Anyway, here are some photos, some of the hundreds I’ve managed to snap while here. Yes, I am actually working and working quite hard, in fact. Love China and Shanghai especially. There is so much future here. And a lot of present and past as well.
Update, same day: My first big night of doing laundry by myself. Found a relevant blog post: “The Notorious Chinese Washing Machine Story.” I think my 2011 washing machine is even more advanced than the 2007 version in that post. If I’m translating correctly, mine also includes programmable functions for “complimentary charring,” “fabric disintegration,” “instant electrocution,” and “unfavorable meltdown.” I know just enough to recognize nearly all of the characters on the washing machine, but recognizing a character and understanding its use in a shorthand, specialized phrases are two different things. For example, beginning/intermediate students of Chinese will learn that 漂 (piao with a high tone) means to float or drift, but in the combination 漂亮 (piaoliang) the two characters together mean pretty and there the piao takes a falling tone. OK, I sort of learned that. But it’s used several times on my washing machine and floating and beauty don’t seem to fit. It’s used in the phrase 漂白剂 (piao bai ji), which I now know means “bleach” (and piao takes a dipping tone there–this is a complex character!). “Floating white liquid stuff” – well, it’s bleach. But then it’s used a couple of times over the button that apparently indicates what treatment is being applied. So right now my clothes are going throw a cycle called “漂洗” – piao plus a character meaning “wash.” So is this a bleach and wash cycle? Or a floating wash cycle? Pretty wash? None of those. My favorite online dictionary explains that this means “rinse.” And there we use the dipping tone for our complex, always changing piao.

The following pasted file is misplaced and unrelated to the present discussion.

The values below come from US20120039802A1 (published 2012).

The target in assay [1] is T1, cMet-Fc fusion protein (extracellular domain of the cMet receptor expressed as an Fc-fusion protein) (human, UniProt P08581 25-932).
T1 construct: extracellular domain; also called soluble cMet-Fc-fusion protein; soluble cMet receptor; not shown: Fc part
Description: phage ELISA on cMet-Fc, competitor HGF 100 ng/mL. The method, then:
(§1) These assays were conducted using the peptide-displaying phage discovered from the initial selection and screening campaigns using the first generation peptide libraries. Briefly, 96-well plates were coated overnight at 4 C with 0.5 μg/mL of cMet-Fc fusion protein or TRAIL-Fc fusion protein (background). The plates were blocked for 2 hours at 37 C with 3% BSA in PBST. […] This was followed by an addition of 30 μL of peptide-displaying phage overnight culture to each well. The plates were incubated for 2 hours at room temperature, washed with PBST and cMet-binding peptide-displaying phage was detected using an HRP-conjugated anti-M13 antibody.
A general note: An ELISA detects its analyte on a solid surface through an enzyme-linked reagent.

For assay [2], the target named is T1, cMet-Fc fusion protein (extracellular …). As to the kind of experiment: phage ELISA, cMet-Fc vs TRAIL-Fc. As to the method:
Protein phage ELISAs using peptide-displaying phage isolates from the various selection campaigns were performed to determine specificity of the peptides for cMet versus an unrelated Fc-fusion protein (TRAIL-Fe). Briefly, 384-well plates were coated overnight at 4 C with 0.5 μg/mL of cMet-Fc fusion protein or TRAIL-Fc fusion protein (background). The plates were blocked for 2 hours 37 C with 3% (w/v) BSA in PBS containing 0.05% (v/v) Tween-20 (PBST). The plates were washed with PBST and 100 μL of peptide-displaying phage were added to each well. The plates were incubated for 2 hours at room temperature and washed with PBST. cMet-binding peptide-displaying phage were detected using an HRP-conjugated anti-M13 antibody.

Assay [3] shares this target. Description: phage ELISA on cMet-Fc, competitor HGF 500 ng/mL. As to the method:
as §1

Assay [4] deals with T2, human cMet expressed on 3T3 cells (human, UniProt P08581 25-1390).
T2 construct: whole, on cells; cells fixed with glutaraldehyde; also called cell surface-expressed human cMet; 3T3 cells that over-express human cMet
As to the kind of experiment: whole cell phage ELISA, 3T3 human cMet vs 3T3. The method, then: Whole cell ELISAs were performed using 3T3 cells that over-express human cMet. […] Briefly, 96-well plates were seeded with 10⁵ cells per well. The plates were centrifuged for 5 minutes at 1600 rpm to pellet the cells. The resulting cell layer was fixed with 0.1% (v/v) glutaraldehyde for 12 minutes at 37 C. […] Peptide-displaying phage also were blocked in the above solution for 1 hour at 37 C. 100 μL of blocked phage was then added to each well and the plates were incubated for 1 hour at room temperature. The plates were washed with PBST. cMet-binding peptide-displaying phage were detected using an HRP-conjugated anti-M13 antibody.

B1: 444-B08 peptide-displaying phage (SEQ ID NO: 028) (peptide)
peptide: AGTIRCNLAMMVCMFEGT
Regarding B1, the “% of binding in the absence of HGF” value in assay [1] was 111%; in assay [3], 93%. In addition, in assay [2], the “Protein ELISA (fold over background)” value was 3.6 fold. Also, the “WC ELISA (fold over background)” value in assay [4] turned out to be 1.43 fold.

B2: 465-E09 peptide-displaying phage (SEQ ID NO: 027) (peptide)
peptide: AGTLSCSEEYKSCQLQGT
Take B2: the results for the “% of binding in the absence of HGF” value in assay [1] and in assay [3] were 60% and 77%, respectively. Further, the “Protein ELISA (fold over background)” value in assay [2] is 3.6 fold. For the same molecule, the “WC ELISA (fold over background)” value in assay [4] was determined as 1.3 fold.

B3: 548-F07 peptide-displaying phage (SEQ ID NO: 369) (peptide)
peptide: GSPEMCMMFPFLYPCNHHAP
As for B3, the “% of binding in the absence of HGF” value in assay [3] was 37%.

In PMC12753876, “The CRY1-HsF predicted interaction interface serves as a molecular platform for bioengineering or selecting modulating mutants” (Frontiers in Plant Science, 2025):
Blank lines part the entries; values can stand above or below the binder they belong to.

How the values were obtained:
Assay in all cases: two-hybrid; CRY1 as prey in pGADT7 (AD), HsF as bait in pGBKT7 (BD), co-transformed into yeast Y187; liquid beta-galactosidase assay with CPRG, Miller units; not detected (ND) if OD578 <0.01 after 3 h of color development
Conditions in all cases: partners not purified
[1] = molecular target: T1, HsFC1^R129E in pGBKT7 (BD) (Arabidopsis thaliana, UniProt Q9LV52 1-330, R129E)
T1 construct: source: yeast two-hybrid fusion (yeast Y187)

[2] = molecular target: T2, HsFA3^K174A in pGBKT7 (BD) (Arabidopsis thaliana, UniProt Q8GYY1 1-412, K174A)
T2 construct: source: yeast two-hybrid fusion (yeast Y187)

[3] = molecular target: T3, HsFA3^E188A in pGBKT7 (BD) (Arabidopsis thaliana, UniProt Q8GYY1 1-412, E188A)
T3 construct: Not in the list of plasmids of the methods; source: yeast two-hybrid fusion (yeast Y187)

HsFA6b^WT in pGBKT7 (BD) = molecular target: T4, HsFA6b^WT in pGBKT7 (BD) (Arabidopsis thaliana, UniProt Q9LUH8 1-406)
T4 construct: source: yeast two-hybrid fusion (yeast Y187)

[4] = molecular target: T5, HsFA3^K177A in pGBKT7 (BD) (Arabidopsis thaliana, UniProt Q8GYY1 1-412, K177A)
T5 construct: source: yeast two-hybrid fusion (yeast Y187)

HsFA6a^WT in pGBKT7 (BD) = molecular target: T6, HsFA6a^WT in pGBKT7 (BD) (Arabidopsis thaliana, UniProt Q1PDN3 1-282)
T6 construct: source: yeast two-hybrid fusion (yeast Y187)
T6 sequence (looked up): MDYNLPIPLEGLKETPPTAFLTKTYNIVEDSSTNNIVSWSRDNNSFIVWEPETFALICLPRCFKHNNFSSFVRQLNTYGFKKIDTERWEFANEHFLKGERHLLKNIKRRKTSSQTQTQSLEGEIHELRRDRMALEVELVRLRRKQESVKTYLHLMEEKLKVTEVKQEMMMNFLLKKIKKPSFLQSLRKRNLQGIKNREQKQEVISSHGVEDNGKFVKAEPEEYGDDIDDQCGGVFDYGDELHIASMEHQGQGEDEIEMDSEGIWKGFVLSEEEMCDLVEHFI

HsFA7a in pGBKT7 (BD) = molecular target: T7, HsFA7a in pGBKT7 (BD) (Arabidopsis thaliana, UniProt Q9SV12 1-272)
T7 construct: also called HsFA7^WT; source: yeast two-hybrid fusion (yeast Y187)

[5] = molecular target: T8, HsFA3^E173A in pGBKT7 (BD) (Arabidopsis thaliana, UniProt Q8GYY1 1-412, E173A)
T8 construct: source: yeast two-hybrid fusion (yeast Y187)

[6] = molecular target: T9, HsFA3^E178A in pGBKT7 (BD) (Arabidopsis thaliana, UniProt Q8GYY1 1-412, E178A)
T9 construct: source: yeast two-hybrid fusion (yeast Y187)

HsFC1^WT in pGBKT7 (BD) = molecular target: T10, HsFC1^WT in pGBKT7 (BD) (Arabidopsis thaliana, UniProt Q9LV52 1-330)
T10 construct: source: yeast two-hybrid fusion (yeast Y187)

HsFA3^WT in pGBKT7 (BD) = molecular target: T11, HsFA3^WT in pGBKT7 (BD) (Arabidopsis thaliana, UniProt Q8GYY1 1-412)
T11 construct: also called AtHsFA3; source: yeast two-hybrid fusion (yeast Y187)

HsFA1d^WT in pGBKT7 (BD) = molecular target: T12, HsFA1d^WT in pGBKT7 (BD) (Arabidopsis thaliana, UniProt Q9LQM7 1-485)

Fortunately, the landlord, knowing that complete idiots might move into this apartment, has put helpful stickie notes all around the complex buttons and control panels that govern the various features of our high-tech apartment. The notes, of course, are in Chinese, but not in the style of legible, printed characters that I can sometimes read. I think she’s using the classic Tang Dynasty “flowing grass in a tornado” style of calligraphy which adds a great deal of dramatic intensity and emotional purity to her messages. One does not need to read Chinese to be deeply touched by the power of her writing, and indeed, we are deeply touched. Hmmm, that smell – I think my shirts are charring as I write.
Tip to Chinese teachers: Reading enough to be able use a washing machine, rice cooker, bathroom fan, TV remote control, and hot water heater are some of the best survival skills for people moving to China, but I don’t think any of that was ever covered in the courses I’ve had or in textbooks I’ve seen.
Not to complain–I’m the foreigner here trying to make do in a fabulous place. I just hope my clothes will survive the journey.
Anyway, here are some photos for now. Click to enlarge slightly. The photos of small boats are from Wuzhen. The Buddhist temple scenes are from Suzhou. Skyline shots are Shanghai.
Above is a fisherman who uses cormorants to fish. The jump into the water and swallow fish, but a ring around their throat tied to the boat keeps them from swallowing the fish, so the fisherman can retrieve it from them. Maybe they get the smaller fish or chopped bits, I’m not sure. But the birds seem to cooperate well.
The building in the background with the “crown” is the Bund Center–that’s where I work. The Bund is the riverfront area in the heart of Shanghai where you can see the most beautiful skyline in the world. We have older, beautiful building on my side, and exotic tall, LED-lit buildings on the other side. Cool stuff. Just love the views.
Elders quorum talent show?